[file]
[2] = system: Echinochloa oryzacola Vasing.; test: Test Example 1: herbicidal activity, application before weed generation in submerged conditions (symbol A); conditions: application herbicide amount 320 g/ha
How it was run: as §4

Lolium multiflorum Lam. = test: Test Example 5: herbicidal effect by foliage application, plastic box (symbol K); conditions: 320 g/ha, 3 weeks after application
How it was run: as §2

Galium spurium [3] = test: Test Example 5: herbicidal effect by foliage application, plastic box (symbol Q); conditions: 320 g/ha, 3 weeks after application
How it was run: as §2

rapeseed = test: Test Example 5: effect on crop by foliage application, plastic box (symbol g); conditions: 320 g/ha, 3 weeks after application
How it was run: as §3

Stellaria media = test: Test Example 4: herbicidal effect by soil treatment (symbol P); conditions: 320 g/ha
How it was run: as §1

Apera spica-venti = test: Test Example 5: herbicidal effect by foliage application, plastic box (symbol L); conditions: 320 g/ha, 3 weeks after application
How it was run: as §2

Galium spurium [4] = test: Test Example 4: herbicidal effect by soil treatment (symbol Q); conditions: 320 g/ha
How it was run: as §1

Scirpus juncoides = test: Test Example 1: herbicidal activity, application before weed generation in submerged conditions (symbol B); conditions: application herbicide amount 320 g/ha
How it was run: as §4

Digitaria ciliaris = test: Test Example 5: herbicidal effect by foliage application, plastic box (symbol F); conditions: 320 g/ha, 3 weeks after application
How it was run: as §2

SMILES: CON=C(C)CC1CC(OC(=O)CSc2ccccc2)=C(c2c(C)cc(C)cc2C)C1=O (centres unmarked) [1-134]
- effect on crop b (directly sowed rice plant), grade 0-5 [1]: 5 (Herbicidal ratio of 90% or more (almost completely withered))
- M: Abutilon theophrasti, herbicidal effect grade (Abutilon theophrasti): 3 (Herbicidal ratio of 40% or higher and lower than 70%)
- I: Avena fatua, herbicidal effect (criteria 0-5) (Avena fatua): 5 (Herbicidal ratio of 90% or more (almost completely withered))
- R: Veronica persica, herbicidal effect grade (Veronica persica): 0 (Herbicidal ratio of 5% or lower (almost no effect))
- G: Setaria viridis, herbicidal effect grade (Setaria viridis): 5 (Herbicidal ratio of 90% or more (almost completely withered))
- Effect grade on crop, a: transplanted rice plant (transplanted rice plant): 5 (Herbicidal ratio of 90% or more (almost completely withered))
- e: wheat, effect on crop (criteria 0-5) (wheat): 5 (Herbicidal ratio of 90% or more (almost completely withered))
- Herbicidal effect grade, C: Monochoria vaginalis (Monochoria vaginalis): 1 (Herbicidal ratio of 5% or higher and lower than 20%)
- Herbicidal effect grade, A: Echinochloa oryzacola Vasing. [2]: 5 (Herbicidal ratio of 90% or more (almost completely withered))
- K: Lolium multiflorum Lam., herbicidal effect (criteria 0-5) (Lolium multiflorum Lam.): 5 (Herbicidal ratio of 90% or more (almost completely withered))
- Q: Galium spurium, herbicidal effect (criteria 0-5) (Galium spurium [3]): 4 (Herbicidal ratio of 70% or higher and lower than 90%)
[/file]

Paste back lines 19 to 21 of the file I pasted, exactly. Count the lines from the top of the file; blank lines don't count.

SMILES: CON=C(C)CC1CC(OC(=O)CSc2ccccc2)=C(c2c(C)cc(C)cc2C)C1=O (centres unmarked) [1-134]
- effect on crop b (directly sowed rice plant), grade 0-5 [1]: 5 (Herbicidal ratio of 90% or more (almost completely withered))
- M: Abutilon theophrasti, herbicidal effect grade (Abutilon theophrasti): 3 (Herbicidal ratio of 40% or higher and lower than 70%)